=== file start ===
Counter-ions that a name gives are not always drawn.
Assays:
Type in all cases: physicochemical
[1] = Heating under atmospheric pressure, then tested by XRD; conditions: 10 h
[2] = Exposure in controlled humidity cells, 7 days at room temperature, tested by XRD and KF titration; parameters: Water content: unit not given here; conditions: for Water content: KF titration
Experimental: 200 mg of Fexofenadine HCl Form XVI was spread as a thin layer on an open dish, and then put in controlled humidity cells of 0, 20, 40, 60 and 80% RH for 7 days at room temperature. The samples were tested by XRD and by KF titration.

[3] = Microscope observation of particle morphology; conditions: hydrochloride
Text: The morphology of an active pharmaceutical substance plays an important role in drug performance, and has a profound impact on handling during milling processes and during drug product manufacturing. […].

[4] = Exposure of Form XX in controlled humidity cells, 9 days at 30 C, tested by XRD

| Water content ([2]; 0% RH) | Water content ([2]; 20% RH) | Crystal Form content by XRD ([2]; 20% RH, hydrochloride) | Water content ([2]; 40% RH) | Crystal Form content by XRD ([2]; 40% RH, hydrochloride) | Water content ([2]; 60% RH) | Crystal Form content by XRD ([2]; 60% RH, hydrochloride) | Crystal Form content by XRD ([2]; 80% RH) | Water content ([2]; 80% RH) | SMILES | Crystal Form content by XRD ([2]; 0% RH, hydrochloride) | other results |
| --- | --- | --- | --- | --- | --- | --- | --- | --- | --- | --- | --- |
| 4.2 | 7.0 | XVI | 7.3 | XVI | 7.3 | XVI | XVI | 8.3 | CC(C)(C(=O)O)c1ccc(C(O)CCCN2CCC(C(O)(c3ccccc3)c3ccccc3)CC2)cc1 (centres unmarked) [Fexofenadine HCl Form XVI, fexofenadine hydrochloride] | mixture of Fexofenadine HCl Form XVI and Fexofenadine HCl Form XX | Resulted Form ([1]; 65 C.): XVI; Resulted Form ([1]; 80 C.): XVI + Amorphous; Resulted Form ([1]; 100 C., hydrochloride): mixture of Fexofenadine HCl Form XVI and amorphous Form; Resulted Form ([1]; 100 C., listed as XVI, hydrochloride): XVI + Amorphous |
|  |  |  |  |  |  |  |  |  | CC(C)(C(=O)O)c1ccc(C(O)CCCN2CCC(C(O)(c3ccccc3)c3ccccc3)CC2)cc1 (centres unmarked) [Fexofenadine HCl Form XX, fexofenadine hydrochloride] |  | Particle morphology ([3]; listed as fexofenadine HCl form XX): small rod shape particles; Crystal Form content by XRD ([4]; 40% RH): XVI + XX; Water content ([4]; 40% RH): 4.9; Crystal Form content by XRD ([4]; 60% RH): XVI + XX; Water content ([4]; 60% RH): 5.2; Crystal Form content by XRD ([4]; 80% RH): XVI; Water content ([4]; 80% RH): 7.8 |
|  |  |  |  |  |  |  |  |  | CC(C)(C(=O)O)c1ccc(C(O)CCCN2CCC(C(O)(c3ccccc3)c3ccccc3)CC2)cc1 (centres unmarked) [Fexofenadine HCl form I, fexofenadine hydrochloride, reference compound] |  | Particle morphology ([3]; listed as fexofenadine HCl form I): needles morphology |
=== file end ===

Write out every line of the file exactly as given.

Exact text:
Counter-ions that a name gives are not always drawn.
Assays:
Type in all cases: physicochemical
[1] = Heating under atmospheric pressure, then tested by XRD; conditions: 10 h
[2] = Exposure in controlled humidity cells, 7 days at room temperature, tested by XRD and KF titration; parameters: Water content: unit not given here; conditions: for Water content: KF titration
Experimental: 200 mg of Fexofenadine HCl Form XVI was spread as a thin layer on an open dish, and then put in controlled humidity cells of 0, 20, 40, 60 and 80% RH for 7 days at room temperature. The samples were tested by XRD and by KF titration.

[3] = Microscope observation of particle morphology; conditions: hydrochloride
Text: The morphology of an active pharmaceutical substance plays an important role in drug performance, and has a profound impact on handling during milling processes and during drug product manufacturing. […].

[4] = Exposure of Form XX in controlled humidity cells, 9 days at 30 C, tested by XRD

| Water content ([2]; 0% RH) | Water content ([2]; 20% RH) | Crystal Form content by XRD ([2]; 20% RH, hydrochloride) | Water content ([2]; 40% RH) | Crystal Form content by XRD ([2]; 40% RH, hydrochloride) | Water content ([2]; 60% RH) | Crystal Form content by XRD ([2]; 60% RH, hydrochloride) | Crystal Form content by XRD ([2]; 80% RH) | Water content ([2]; 80% RH) | SMILES | Crystal Form content by XRD ([2]; 0% RH, hydrochloride) | other results |
| --- | --- | --- | --- | --- | --- | --- | --- | --- | --- | --- | --- |
| 4.2 | 7.0 | XVI | 7.3 | XVI | 7.3 | XVI | XVI | 8.3 | CC(C)(C(=O)O)c1ccc(C(O)CCCN2CCC(C(O)(c3ccccc3)c3ccccc3)CC2)cc1 (centres unmarked) [Fexofenadine HCl Form XVI, fexofenadine hydrochloride] | mixture of Fexofenadine HCl Form XVI and Fexofenadine HCl Form XX | Resulted Form ([1]; 65 C.): XVI; Resulted Form ([1]; 80 C.): XVI + Amorphous; Resulted Form ([1]; 100 C., hydrochloride): mixture of Fexofenadine HCl Form XVI and amorphous Form; Resulted Form ([1]; 100 C., listed as XVI, hydrochloride): XVI + Amorphous |
|  |  |  |  |  |  |  |  |  | CC(C)(C(=O)O)c1ccc(C(O)CCCN2CCC(C(O)(c3ccccc3)c3ccccc3)CC2)cc1 (centres unmarked) [Fexofenadine HCl Form XX, fexofenadine hydrochloride] |  | Particle morphology ([3]; listed as fexofenadine HCl form XX): small rod shape particles; Crystal Form content by XRD ([4]; 40% RH): XVI + XX; Water content ([4]; 40% RH): 4.9; Crystal Form content by XRD ([4]; 60% RH): XVI + XX; Water content ([4]; 60% RH): 5.2; Crystal Form content by XRD ([4]; 80% RH): XVI; Water content ([4]; 80% RH): 7.8 |
|  |  |  |  |  |  |  |  |  | CC(C)(C(=O)O)c1ccc(C(O)CCCN2CCC(C(O)(c3ccccc3)c3ccccc3)CC2)cc1 (centres unmarked) [Fexofenadine HCl form I, fexofenadine hydrochloride, reference compound] |  | Particle morphology ([3]; listed as fexofenadine HCl form I): needles morphology |